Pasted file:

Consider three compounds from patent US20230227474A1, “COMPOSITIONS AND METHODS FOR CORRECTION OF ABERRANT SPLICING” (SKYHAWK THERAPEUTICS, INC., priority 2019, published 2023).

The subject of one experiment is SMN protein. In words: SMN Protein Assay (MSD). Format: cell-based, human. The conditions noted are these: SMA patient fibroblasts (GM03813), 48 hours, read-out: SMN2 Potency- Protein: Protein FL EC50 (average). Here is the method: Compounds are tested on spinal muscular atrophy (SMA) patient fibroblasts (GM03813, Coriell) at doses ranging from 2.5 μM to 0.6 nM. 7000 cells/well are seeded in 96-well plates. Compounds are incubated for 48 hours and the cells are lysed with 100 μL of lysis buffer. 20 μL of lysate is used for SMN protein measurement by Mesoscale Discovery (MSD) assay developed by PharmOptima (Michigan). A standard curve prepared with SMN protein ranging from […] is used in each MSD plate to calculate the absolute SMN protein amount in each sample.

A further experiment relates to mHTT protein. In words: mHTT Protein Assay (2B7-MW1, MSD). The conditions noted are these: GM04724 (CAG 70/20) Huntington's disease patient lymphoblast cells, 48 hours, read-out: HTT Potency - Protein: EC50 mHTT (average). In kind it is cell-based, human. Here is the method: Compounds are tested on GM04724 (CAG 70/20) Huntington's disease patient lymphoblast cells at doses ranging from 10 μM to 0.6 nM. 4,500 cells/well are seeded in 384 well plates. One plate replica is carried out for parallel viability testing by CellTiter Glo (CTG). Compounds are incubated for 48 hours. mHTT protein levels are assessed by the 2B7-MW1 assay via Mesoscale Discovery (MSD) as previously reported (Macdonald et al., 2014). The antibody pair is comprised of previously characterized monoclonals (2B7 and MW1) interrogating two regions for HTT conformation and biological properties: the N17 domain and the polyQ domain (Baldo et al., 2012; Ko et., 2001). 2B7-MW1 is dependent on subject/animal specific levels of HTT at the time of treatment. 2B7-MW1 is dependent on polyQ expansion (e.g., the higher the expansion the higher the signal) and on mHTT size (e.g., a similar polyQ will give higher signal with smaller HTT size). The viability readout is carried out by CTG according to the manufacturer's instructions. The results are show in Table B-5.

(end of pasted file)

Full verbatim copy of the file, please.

Consider three compounds from patent US20230227474A1, “COMPOSITIONS AND METHODS FOR CORRECTION OF ABERRANT SPLICING” (SKYHAWK THERAPEUTICS, INC., priority 2019, published 2023).

The subject of one experiment is SMN protein. In words: SMN Protein Assay (MSD). Format: cell-based, human. The conditions noted are these: SMA patient fibroblasts (GM03813), 48 hours, read-out: SMN2 Potency- Protein: Protein FL EC50 (average). Here is the method: Compounds are tested on spinal muscular atrophy (SMA) patient fibroblasts (GM03813, Coriell) at doses ranging from 2.5 μM to 0.6 nM. 7000 cells/well are seeded in 96-well plates. Compounds are incubated for 48 hours and the cells are lysed with 100 μL of lysis buffer. 20 μL of lysate is used for SMN protein measurement by Mesoscale Discovery (MSD) assay developed by PharmOptima (Michigan). A standard curve prepared with SMN protein ranging from […] is used in each MSD plate to calculate the absolute SMN protein amount in each sample.

A further experiment relates to mHTT protein. In words: mHTT Protein Assay (2B7-MW1, MSD). The conditions noted are these: GM04724 (CAG 70/20) Huntington's disease patient lymphoblast cells, 48 hours, read-out: HTT Potency - Protein: EC50 mHTT (average). In kind it is cell-based, human. Here is the method: Compounds are tested on GM04724 (CAG 70/20) Huntington's disease patient lymphoblast cells at doses ranging from 10 μM to 0.6 nM. 4,500 cells/well are seeded in 384 well plates. One plate replica is carried out for parallel viability testing by CellTiter Glo (CTG). Compounds are incubated for 48 hours. mHTT protein levels are assessed by the 2B7-MW1 assay via Mesoscale Discovery (MSD) as previously reported (Macdonald et al., 2014). The antibody pair is comprised of previously characterized monoclonals (2B7 and MW1) interrogating two regions for HTT conformation and biological properties: the N17 domain and the polyQ domain (Baldo et al., 2012; Ko et., 2001). 2B7-MW1 is dependent on subject/animal specific levels of HTT at the time of treatment. 2B7-MW1 is dependent on polyQ expansion (e.g., the higher the expansion the higher the signal) and on mHTT size (e.g., a similar polyQ will give higher signal with smaller HTT size). The viability readout is carried out by CTG according to the manufacturer's instructions. The results are show in Table B-5.